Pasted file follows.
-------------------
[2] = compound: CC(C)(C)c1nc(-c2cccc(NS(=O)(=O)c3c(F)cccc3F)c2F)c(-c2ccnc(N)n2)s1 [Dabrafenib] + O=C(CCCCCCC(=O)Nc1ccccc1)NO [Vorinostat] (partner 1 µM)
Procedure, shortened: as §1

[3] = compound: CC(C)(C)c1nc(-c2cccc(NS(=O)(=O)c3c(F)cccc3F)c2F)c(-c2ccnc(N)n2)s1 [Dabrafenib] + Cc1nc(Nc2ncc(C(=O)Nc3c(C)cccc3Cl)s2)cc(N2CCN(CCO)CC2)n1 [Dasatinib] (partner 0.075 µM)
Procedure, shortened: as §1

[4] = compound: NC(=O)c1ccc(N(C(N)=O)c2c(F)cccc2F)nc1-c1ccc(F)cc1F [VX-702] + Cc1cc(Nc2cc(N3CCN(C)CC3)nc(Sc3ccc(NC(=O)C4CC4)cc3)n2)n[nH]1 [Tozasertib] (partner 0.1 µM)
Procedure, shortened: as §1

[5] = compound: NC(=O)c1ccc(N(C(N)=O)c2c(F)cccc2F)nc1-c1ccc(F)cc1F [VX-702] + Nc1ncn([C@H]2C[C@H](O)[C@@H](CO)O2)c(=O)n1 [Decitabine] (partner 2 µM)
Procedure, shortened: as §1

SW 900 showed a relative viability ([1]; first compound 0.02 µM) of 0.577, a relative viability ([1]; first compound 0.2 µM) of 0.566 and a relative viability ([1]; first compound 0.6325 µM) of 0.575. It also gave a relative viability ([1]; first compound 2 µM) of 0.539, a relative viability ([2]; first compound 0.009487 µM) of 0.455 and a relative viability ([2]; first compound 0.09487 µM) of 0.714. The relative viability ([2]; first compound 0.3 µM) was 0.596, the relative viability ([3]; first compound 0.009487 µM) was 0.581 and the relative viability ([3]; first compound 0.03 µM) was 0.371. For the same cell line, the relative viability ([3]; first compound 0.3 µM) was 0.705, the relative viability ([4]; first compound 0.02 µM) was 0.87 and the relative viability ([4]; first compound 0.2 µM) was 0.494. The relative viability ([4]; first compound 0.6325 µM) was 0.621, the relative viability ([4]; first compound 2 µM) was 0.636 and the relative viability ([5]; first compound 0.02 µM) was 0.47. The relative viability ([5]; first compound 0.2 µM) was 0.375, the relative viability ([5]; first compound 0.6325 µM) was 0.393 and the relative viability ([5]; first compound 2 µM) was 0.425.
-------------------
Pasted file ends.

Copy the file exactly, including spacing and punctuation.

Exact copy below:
[2] = compound: CC(C)(C)c1nc(-c2cccc(NS(=O)(=O)c3c(F)cccc3F)c2F)c(-c2ccnc(N)n2)s1 [Dabrafenib] + O=C(CCCCCCC(=O)Nc1ccccc1)NO [Vorinostat] (partner 1 µM)
Procedure, shortened: as §1

[3] = compound: CC(C)(C)c1nc(-c2cccc(NS(=O)(=O)c3c(F)cccc3F)c2F)c(-c2ccnc(N)n2)s1 [Dabrafenib] + Cc1nc(Nc2ncc(C(=O)Nc3c(C)cccc3Cl)s2)cc(N2CCN(CCO)CC2)n1 [Dasatinib] (partner 0.075 µM)
Procedure, shortened: as §1

[4] = compound: NC(=O)c1ccc(N(C(N)=O)c2c(F)cccc2F)nc1-c1ccc(F)cc1F [VX-702] + Cc1cc(Nc2cc(N3CCN(C)CC3)nc(Sc3ccc(NC(=O)C4CC4)cc3)n2)n[nH]1 [Tozasertib] (partner 0.1 µM)
Procedure, shortened: as §1

[5] = compound: NC(=O)c1ccc(N(C(N)=O)c2c(F)cccc2F)nc1-c1ccc(F)cc1F [VX-702] + Nc1ncn([C@H]2C[C@H](O)[C@@H](CO)O2)c(=O)n1 [Decitabine] (partner 2 µM)
Procedure, shortened: as §1

SW 900 showed a relative viability ([1]; first compound 0.02 µM) of 0.577, a relative viability ([1]; first compound 0.2 µM) of 0.566 and a relative viability ([1]; first compound 0.6325 µM) of 0.575. It also gave a relative viability ([1]; first compound 2 µM) of 0.539, a relative viability ([2]; first compound 0.009487 µM) of 0.455 and a relative viability ([2]; first compound 0.09487 µM) of 0.714. The relative viability ([2]; first compound 0.3 µM) was 0.596, the relative viability ([3]; first compound 0.009487 µM) was 0.581 and the relative viability ([3]; first compound 0.03 µM) was 0.371. For the same cell line, the relative viability ([3]; first compound 0.3 µM) was 0.705, the relative viability ([4]; first compound 0.02 µM) was 0.87 and the relative viability ([4]; first compound 0.2 µM) was 0.494. The relative viability ([4]; first compound 0.6325 µM) was 0.621, the relative viability ([4]; first compound 2 µM) was 0.636 and the relative viability ([5]; first compound 0.02 µM) was 0.47. The relative viability ([5]; first compound 0.2 µM) was 0.375, the relative viability ([5]; first compound 0.6325 µM) was 0.393 and the relative viability ([5]; first compound 2 µM) was 0.425.